At Mobile World Congress in Barcelona this actually fascinated me. Perhaps it’s because I’m an audio junkie or perhaps because I’m a wireless junkie or perhaps both. I’ve kind of always wondered how companies like Samsung, HTC, LG, Lenovo, Sony and all of the others can make claims about their background noise on calls, or more importantly, lack thereof.
Maybe I envisioned technicians driving through the 405 in California or across the desert, or maybe hanging out at a loud rock concert just to see if they could hear. Perhaps I thought the Verizon “can you hear me now” guy somehow got employed by an OEM manufacturer to test the background noise for phones.
Well it’s actually done in a lab and a German company called Head Acoustics is one of the pioneers in background noise research for wireless phones and other devices.
Like many, with an odd desire to actually see the crash test dummies in car tests in the lab, I was curious about how background noise was tested.
Head Acoustics has developed a new system called 3PASS: 3-dimensional Playback of Acoustic Scenarios. In the demo environment at Mobile World Congress their background noise testing facility looks like the surround system of someone’s dreams but with microphones. How much noise is penetrated through the ear, cheek, mouth, behind ones head etc. All these factors play into how a wireless manufacturer places microphones, how strong the microphones are and what kinds of microphones they use.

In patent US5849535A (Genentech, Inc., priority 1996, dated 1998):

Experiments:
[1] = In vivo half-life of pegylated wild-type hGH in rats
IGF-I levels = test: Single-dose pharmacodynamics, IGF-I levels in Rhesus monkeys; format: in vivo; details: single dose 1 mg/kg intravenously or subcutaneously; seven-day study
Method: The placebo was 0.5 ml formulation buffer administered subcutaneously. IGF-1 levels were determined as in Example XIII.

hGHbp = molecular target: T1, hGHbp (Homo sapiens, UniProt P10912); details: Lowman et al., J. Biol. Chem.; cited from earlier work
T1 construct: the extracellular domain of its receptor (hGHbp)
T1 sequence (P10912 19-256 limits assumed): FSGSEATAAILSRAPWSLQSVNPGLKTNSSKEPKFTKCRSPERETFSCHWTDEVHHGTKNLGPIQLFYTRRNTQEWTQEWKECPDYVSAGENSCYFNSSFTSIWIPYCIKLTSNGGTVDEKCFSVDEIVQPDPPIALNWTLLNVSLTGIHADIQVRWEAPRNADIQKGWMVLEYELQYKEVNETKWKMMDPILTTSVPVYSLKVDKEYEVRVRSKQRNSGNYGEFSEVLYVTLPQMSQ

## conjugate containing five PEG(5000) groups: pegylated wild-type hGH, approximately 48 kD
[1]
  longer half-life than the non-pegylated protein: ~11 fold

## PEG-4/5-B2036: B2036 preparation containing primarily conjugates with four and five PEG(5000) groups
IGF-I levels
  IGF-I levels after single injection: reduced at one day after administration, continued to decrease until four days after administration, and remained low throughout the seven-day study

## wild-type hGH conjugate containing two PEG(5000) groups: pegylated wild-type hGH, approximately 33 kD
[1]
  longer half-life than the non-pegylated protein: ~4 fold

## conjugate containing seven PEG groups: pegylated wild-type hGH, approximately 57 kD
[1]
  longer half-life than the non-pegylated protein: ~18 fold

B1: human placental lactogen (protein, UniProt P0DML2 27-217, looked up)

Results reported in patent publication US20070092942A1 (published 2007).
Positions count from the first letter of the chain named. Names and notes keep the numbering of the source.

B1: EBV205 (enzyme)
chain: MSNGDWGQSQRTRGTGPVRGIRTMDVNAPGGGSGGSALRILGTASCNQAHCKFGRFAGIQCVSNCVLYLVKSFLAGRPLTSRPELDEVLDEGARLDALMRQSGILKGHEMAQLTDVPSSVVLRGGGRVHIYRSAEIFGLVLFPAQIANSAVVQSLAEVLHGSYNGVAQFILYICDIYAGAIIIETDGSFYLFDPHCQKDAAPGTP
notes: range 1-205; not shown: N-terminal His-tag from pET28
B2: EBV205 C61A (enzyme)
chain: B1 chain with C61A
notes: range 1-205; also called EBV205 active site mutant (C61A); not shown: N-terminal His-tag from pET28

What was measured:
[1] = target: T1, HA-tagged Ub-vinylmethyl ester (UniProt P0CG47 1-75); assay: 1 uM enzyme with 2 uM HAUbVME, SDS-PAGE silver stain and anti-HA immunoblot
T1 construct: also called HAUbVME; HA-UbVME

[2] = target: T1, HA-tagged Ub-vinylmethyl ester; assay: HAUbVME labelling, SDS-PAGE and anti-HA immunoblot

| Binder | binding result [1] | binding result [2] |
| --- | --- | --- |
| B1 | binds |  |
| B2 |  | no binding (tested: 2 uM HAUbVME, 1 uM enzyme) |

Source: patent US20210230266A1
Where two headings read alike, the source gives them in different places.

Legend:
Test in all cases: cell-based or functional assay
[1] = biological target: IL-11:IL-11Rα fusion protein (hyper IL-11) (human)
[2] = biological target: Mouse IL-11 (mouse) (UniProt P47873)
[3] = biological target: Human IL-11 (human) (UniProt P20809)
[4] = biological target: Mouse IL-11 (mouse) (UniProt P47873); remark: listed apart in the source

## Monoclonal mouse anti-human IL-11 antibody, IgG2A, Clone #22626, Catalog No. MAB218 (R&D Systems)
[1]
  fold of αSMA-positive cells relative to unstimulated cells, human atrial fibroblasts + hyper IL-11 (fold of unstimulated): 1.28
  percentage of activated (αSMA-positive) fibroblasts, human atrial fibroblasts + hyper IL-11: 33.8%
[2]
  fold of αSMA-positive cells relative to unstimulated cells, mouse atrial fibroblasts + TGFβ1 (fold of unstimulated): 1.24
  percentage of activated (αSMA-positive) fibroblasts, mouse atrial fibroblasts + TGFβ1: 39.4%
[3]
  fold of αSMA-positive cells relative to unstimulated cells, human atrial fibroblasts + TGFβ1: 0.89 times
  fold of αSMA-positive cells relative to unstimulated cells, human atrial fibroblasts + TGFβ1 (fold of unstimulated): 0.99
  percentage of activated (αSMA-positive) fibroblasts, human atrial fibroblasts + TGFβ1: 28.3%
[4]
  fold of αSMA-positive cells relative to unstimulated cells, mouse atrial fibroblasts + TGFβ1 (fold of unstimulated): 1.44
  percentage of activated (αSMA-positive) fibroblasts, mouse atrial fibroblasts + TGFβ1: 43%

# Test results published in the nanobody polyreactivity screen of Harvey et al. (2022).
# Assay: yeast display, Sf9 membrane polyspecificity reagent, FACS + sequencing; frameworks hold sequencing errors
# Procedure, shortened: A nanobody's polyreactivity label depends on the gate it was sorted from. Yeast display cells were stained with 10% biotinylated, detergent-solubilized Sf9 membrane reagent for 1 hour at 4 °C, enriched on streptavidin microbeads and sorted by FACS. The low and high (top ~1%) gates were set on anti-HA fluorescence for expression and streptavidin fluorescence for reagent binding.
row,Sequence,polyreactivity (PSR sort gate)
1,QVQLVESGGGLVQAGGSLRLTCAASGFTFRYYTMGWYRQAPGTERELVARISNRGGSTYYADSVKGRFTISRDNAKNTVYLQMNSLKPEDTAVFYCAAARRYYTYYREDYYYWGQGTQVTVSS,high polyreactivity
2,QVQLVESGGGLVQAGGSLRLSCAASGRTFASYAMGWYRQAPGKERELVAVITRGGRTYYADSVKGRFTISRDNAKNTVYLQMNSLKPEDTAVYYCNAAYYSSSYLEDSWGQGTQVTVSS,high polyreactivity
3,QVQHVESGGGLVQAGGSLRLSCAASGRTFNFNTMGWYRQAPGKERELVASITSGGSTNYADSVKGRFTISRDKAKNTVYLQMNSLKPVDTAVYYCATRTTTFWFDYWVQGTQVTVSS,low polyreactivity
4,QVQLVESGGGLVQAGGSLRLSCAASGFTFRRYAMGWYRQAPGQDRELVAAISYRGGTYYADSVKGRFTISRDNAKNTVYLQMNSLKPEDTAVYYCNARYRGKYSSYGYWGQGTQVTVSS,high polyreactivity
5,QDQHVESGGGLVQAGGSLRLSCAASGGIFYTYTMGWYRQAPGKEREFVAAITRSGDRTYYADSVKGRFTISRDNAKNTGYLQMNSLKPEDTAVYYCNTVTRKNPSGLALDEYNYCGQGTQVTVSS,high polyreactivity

Head’s new 3PASS system is the successor of a system called HAE-BGN which is used around the world in test labs for just about every manufacturer.
The major advantages of 3PASS compared to its predecessor are its ability to preserve and accurately reproduce the spatial characteristics of background noise which makes the system valuable for the development of complex background noise reduction algorithms. This is of particular importance for modern smartphones, especially for those with more than one microphone. Another advantage is that instead of the previously required three PEQ front ends, now only one labBGN front end is required, which considerably simplifies the measurement setup.
Major components of the new system are:
- 3PASS software (for Windows PC)
- Measurement front end labBGN (for background noise playback )
- Microphone array MSA I (for sound recordings and room equalization)
An 8-loudspeaker setup including amplifiers and cables complements the system setup.
It all revolves around the placement of the equipment and run through this box.
It’s obvious if you’ve been a wireless phone user as long as I have that the sound and clarity has vastly improved and it’s all attributed to systems like this.
You can find out more about it here.